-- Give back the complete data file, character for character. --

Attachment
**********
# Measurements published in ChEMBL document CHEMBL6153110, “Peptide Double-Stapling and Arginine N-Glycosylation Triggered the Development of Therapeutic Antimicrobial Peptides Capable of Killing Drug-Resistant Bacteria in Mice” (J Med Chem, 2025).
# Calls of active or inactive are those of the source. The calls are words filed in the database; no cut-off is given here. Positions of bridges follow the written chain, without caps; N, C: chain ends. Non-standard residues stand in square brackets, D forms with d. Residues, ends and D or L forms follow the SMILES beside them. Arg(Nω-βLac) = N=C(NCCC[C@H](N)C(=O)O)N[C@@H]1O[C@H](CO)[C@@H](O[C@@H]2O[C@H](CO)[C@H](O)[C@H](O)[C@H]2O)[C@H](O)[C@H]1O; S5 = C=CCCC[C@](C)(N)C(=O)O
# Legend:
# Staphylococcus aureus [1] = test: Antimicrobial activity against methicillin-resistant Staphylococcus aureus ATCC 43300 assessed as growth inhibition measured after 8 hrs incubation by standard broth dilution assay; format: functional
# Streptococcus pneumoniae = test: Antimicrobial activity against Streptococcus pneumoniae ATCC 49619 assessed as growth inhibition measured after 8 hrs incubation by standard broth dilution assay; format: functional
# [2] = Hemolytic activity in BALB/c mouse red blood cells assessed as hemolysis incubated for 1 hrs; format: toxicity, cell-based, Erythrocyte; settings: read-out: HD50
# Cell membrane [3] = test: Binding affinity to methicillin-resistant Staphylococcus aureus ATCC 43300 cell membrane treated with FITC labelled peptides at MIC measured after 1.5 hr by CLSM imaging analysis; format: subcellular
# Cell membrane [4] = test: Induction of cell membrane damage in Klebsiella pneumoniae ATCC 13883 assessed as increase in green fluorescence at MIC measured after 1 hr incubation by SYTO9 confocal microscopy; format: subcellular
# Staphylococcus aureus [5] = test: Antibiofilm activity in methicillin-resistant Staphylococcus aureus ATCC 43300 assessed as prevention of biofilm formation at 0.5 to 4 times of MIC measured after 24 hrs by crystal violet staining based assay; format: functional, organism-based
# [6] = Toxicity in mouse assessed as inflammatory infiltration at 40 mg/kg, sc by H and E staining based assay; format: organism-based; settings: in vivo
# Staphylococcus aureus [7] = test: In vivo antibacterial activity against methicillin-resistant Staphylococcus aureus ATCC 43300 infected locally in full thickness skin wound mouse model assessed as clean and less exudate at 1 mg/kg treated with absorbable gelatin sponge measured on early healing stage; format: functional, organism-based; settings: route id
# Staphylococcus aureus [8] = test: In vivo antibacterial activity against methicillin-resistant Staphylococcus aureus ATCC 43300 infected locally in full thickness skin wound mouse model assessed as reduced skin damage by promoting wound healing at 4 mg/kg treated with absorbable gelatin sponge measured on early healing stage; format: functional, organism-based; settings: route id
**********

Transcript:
# Measurements published in ChEMBL document CHEMBL6153110, “Peptide Double-Stapling and Arginine N-Glycosylation Triggered the Development of Therapeutic Antimicrobial Peptides Capable of Killing Drug-Resistant Bacteria in Mice” (J Med Chem, 2025).
# Calls of active or inactive are those of the source. The calls are words filed in the database; no cut-off is given here. Positions of bridges follow the written chain, without caps; N, C: chain ends. Non-standard residues stand in square brackets, D forms with d. Residues, ends and D or L forms follow the SMILES beside them. Arg(Nω-βLac) = N=C(NCCC[C@H](N)C(=O)O)N[C@@H]1O[C@H](CO)[C@@H](O[C@@H]2O[C@H](CO)[C@H](O)[C@H](O)[C@H]2O)[C@H](O)[C@H]1O; S5 = C=CCCC[C@](C)(N)C(=O)O
# Legend:
# Staphylococcus aureus [1] = test: Antimicrobial activity against methicillin-resistant Staphylococcus aureus ATCC 43300 assessed as growth inhibition measured after 8 hrs incubation by standard broth dilution assay; format: functional
# Streptococcus pneumoniae = test: Antimicrobial activity against Streptococcus pneumoniae ATCC 49619 assessed as growth inhibition measured after 8 hrs incubation by standard broth dilution assay; format: functional
# [2] = Hemolytic activity in BALB/c mouse red blood cells assessed as hemolysis incubated for 1 hrs; format: toxicity, cell-based, Erythrocyte; settings: read-out: HD50
# Cell membrane [3] = test: Binding affinity to methicillin-resistant Staphylococcus aureus ATCC 43300 cell membrane treated with FITC labelled peptides at MIC measured after 1.5 hr by CLSM imaging analysis; format: subcellular
# Cell membrane [4] = test: Induction of cell membrane damage in Klebsiella pneumoniae ATCC 13883 assessed as increase in green fluorescence at MIC measured after 1 hr incubation by SYTO9 confocal microscopy; format: subcellular
# Staphylococcus aureus [5] = test: Antibiofilm activity in methicillin-resistant Staphylococcus aureus ATCC 43300 assessed as prevention of biofilm formation at 0.5 to 4 times of MIC measured after 24 hrs by crystal violet staining based assay; format: functional, organism-based
# [6] = Toxicity in mouse assessed as inflammatory infiltration at 40 mg/kg, sc by H and E staining based assay; format: organism-based; settings: in vivo
# Staphylococcus aureus [7] = test: In vivo antibacterial activity against methicillin-resistant Staphylococcus aureus ATCC 43300 infected locally in full thickness skin wound mouse model assessed as clean and less exudate at 1 mg/kg treated with absorbable gelatin sponge measured on early healing stage; format: functional, organism-based; settings: route id
# Staphylococcus aureus [8] = test: In vivo antibacterial activity against methicillin-resistant Staphylococcus aureus ATCC 43300 infected locally in full thickness skin wound mouse model assessed as reduced skin damage by promoting wound healing at 4 mg/kg treated with absorbable gelatin sponge measured on early healing stage; format: functional, organism-based; settings: route id